Bond Valuation Using OAS
Properly used, option-adjusted spread analysis is a powerful tool. But for the unwary it can also hold hidden dangers.
By Andy Kalotay
We’re pleased to be kicking off Kalotay Analytics’ entry into the blogosphere with a series of posts on option-adjusted spread (OAS) analysis. The term was coined in the mortgage research group at Salomon Brothers in the mid-1980’s. Today OAS is the standard quantitative tool used for trading and risk management of all investment-grade fixed income products. By taking into account the volatility of interest rates, OAS enables investors to directly compare fixed income instruments which have similar characteristics, but trade at different prices because of the embedded options.
Broadly speaking, the OAS approach is a two-stage process. Starting with a benchmark yield curve, we first create an interest rate tree that depicts possible evolutions of the yield curve over time. We then use this tree to determine the price of a security given its OAS, or the OAS given the price. In the case of bonds, the computational algorithm is ‘backward recursion’; see Fabozzi’s Handbook of Fixed Income Securities, or Tuckman’s Fixed Income Securities: Tools for Today's Markets for details. But be aware that industrial-strength implementation bears little resemblance to a textbook coding exercise.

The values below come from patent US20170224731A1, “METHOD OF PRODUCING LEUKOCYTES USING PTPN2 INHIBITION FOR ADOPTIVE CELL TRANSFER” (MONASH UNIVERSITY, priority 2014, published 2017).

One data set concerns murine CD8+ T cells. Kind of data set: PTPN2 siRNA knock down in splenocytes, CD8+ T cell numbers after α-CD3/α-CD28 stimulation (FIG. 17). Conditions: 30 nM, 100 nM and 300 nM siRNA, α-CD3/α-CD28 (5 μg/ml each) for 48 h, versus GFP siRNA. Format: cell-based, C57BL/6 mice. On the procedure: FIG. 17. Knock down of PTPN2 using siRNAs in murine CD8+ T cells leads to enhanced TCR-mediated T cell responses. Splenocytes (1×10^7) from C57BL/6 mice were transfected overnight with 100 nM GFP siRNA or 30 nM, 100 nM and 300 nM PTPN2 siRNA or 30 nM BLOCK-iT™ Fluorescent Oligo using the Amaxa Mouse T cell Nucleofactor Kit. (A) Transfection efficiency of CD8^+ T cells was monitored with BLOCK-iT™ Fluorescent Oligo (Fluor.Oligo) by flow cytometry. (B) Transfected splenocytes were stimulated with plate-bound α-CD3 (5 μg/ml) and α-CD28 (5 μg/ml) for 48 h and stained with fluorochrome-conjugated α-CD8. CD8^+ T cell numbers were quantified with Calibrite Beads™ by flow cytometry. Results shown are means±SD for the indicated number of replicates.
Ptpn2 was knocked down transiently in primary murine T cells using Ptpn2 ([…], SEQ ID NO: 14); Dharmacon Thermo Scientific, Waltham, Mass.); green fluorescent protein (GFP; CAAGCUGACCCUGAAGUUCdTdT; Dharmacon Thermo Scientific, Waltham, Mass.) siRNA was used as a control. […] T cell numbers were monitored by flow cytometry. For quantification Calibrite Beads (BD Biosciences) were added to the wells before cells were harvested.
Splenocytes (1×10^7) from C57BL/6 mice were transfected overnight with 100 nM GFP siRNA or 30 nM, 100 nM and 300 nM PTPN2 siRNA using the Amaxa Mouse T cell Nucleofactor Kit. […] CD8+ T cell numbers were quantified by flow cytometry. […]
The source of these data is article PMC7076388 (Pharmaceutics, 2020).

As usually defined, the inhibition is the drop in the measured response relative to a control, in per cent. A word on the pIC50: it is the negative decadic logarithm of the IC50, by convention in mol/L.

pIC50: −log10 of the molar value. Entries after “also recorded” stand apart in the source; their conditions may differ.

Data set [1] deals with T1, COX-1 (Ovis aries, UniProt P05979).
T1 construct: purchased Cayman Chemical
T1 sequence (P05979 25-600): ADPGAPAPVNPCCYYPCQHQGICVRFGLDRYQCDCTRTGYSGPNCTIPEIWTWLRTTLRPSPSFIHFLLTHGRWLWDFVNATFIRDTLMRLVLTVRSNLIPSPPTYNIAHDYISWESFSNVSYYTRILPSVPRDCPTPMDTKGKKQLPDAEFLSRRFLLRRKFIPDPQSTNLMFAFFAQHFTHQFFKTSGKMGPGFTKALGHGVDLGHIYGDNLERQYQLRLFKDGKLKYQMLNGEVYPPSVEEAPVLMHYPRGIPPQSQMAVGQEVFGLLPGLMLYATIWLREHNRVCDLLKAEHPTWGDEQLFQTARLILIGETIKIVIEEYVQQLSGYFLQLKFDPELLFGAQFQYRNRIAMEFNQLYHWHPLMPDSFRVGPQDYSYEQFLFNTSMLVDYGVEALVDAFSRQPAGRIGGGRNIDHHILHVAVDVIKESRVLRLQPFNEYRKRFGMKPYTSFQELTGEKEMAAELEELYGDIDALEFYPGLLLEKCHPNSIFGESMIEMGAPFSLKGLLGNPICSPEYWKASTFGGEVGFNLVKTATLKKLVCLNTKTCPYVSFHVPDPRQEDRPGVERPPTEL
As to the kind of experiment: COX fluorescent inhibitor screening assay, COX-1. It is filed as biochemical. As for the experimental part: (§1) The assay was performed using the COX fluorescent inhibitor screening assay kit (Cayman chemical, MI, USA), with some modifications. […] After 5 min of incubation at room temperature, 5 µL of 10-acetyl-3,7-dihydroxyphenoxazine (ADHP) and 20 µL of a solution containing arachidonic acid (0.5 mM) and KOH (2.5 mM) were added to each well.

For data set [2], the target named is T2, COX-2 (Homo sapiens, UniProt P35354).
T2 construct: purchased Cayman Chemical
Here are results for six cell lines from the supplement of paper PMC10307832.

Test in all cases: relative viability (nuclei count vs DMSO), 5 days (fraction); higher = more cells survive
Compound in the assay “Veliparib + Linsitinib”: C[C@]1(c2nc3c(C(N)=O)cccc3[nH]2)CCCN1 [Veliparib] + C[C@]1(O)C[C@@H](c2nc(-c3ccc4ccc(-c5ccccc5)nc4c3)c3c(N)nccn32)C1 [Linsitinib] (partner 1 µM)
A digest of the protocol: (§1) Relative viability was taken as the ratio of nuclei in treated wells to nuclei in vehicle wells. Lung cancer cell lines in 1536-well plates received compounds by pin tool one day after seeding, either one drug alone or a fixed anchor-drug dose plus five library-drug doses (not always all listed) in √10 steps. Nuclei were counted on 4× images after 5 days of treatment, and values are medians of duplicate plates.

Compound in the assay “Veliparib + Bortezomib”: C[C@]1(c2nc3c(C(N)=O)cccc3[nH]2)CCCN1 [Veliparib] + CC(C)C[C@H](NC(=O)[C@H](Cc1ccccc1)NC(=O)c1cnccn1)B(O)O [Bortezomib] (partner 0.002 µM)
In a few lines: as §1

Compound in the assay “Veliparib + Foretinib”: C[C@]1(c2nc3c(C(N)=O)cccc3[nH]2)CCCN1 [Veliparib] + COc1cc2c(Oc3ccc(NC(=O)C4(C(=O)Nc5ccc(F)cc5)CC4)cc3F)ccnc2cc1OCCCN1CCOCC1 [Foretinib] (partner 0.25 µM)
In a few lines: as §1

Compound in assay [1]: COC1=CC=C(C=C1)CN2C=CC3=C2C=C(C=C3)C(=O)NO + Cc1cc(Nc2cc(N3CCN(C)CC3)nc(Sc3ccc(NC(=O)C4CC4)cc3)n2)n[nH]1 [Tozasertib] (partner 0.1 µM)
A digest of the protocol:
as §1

Properly deployed, OAS delivers accurate measures of interest rate risk, such as effective duration and effective convexity. However, implementation is frequently deficient, although most investors are blissfully ignorant of these deficiencies -- they have little idea of what is missing from under the hood. Over the course of these posts, we will take an in-depth look at the proper handling of the following areas:
- Options - call, put, and sinking fund
- Interest rate process, including mean reversion and volatility term structure
- After-tax valuation, incorporating the treatment of discount munis
- Scenario analysis - scenario specification, option exercise, and reinvestment rate
Let’s start with the most readily observable aspect of a system: computational speed. Back in the ‘80’s computers were much slower, taking hours to calibrate the interest rate lattice. By the time the run finished, interest rates changed so much that the results were practically meaningless.
Beyond faster chips, more proficient implementation -- such as using trinomial or tetranomial trees instead of binomial trees with equal step sizes -- dramatically improved performance. Can you guess the magnitude of improvement? Take the Kalotay Analytics Speed Demo for a test run.
Our next post will cover the most complex bond structure – sinking fund bonds. Did you know that they can have as many as four interrelated options?
A Model for Valuing Bonds and Embedded Options
Financial Analysts Journal (May/June 1993)
Andrew Kalotay, George Williams and Frank Fabozzi
This seminal article explains in concrete detail and in layman’s terms how to compute a fair value for any bond, including callables and other structures with one or more embedded options. The technique requires building a binomial interest rate tree that models the evolution of interest rates and the yield curve.
About Kalotay Analytics
For more than twenty-five years, Kalotay Analytics’ flagship BondOAS™ has been at the core of the world’s most sophisticated fixed income valuation systems. From real-time pricing of bond ETF’s to instantaneous risk analysis, BondOAS performs computationally intensive calculations with the precision and speed required by today’s highly demanding market participants.